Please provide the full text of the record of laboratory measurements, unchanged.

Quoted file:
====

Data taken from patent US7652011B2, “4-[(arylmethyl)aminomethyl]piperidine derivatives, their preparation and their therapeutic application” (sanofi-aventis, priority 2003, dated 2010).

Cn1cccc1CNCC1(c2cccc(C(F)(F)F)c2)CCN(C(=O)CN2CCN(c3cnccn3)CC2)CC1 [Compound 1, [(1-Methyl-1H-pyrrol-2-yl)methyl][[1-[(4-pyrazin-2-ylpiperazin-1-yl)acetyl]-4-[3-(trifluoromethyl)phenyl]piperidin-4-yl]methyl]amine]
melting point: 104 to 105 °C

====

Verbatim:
Data taken from patent US7652011B2, “4-[(arylmethyl)aminomethyl]piperidine derivatives, their preparation and their therapeutic application” (sanofi-aventis, priority 2003, dated 2010).

Cn1cccc1CNCC1(c2cccc(C(F)(F)F)c2)CCN(C(=O)CN2CCN(c3cnccn3)CC2)CC1 [Compound 1, [(1-Methyl-1H-pyrrol-2-yl)methyl][[1-[(4-pyrazin-2-ylpiperazin-1-yl)acetyl]-4-[3-(trifluoromethyl)phenyl]piperidin-4-yl]methyl]amine]
melting point: 104 to 105 °C